strange_complex: (Computer baby)
I'm feeling pretty chuffed with myself on the technology front today. I have:
  • Finally got my DVD-video and Sky-box to talk to one another. It turned out that I'd got it all set up right in the first place, but just needed to choose the A1 channel on the DVD-video machine instead of letting it sit on channel 1.
  • Convinced my BT Home Hub to supply full wireless coverage to my entire house, rather than just a 2m pool immediately around it. Those people who said that the key to doing this was changing the channel it was broadcasting on ([ profile] dakegra first, I think, confirmed by [ profile] kernowgirl's husband) were really right. Setting it to channel 6 completely transformed it from basically not really working at all to working absolutely perfectly everywhere I could want it to. Amazing.
However, I still have a technological question:

Having recently bought my laptop from Dell, I want to take advantage of their partnership with ReCOM to recycle my old desktop PC to charity. I've checked that it meets their requirements, and established what I need to do to get it collected, but obviously it's crucial to ensure that it is data-safe before it goes out of my house. So far I have:
  • Uninstalled pretty much every piece of software I ever installed on it, with the exception of harmless ones like Adobe Acrobat
  • Told both IE and Firefox to clear all my personal data (passwords, browser history, favourites etc.)
  • Manually deleted all internet cache files, cookies etc. just to be sure
  • Wiped all my old documents, pictures and music (after copying them to my new machine, natch) and all temp files
  • Emptied the Recycle bin
  • Defragmented the hard drive
For the record, I never used anything other than web-based email accounts from it, so there shouldn't be old emails stored anywhere on it.

Is there anything else I should be doing before I let someone else have it? Or is rendering what was my primary personal and work computer for a total of six years truly data-safe so difficult to do properly that I'd be better off smashing the hard-drive with a hammer and taking it to the tip?

strange_complex: (Computer baby)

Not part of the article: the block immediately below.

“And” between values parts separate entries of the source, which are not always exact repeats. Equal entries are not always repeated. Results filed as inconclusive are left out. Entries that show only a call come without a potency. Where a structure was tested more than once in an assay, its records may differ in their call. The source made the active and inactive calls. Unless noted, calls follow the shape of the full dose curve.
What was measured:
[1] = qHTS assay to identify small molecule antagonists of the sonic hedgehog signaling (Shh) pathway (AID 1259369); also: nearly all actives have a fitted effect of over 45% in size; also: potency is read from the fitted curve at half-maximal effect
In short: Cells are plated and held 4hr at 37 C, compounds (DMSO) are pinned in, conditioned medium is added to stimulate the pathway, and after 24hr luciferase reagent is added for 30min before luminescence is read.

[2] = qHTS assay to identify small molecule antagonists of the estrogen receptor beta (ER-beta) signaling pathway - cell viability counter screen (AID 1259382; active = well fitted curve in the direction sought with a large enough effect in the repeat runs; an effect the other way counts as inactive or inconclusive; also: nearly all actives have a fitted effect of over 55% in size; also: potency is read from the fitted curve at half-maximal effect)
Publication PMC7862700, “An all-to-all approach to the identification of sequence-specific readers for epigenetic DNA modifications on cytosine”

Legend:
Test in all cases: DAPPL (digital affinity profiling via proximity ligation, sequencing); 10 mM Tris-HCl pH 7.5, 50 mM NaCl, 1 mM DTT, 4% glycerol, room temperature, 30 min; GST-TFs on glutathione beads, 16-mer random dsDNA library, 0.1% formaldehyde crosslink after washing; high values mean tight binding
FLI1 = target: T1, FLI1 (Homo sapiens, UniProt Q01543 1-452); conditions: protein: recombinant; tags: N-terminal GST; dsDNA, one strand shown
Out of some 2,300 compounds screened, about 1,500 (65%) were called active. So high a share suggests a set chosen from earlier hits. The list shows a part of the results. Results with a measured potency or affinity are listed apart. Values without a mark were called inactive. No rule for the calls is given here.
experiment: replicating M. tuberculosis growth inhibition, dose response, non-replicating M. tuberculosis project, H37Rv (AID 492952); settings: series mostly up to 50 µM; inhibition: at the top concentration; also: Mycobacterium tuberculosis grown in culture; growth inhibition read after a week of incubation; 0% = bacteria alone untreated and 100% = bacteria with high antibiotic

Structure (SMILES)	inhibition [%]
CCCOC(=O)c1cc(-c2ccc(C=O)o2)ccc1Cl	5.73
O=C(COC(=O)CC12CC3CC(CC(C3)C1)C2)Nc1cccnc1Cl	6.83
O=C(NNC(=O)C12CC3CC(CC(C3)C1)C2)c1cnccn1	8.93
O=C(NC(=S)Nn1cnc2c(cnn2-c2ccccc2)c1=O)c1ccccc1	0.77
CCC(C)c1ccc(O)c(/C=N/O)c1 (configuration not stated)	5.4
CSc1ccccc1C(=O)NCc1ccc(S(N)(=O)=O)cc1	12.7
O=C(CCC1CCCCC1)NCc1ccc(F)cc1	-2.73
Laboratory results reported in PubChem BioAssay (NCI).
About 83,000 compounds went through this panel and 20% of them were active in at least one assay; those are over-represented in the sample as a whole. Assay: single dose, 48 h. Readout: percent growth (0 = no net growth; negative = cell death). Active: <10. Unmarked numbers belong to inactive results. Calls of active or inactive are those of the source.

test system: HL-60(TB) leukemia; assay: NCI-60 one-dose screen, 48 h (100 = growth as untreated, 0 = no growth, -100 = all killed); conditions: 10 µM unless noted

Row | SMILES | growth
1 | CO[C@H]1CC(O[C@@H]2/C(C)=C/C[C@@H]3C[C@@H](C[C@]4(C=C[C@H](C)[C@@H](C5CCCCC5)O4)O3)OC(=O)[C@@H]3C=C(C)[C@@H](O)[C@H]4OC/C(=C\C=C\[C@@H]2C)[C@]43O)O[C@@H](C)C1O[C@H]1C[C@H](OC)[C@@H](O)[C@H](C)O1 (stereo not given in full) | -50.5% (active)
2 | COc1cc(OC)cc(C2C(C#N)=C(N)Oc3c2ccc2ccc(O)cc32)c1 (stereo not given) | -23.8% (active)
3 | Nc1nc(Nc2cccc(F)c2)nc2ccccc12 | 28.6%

I can take screen-caps using the DVD player on my computer, but in order to do so, I have to disable something called 'hardware motion compensation'. This means that whenever I think "Ooh, must get a screen-cap of that!", the thought is almost always followed by "Ah, but I'd have to do that disabling thingy, wouldn't I? Gah, maybe I don't really need that screen-cap after all."

What I'd like to know, therefore, is how important hardware motion compensation actually is, and whether I could get away with just leaving it off all the time? Can anyone advise?

BTW, my computer is a desktop, and I never move it around anywhere. If that even has anything to do with hardware motion compensation...
strange_complex: (Default)
This is one for my computery friends:

I use an AVG virus checker, which I update once a week and which runs automatically once a day. I've been used to it taking about 20 minutes to run its daily test (of the whole C drive), or more if I am using my computer at the same time.

However, for the last couple of days it has suddenly been taking only about 10 minutes to run the same test. Nothing significant has changed about my C drive, so why might this be? And should I be worried: could it means there are parts of my C drive which now aren't being checked for some reason?

Everything else seems to be in full health, by the way.

Hope someone can help!


strange_complex: (Default)

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